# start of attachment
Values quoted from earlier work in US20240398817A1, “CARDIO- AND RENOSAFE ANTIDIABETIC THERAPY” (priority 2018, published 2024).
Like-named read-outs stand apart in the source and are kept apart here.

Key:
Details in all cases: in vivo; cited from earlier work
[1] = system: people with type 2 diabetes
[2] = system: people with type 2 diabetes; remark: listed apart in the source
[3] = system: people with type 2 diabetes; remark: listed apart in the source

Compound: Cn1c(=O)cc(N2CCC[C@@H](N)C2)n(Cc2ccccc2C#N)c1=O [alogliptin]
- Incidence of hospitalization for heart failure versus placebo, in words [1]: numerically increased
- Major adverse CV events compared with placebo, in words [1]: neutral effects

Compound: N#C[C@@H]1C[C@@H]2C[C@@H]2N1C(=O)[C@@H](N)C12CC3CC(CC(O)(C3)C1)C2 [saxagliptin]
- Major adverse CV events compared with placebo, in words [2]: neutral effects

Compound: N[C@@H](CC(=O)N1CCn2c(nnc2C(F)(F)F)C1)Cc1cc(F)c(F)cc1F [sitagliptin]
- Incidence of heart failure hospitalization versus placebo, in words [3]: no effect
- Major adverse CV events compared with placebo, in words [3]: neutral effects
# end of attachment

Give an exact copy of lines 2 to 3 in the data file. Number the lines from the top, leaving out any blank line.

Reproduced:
Like-named read-outs stand apart in the source and are kept apart here.

Key: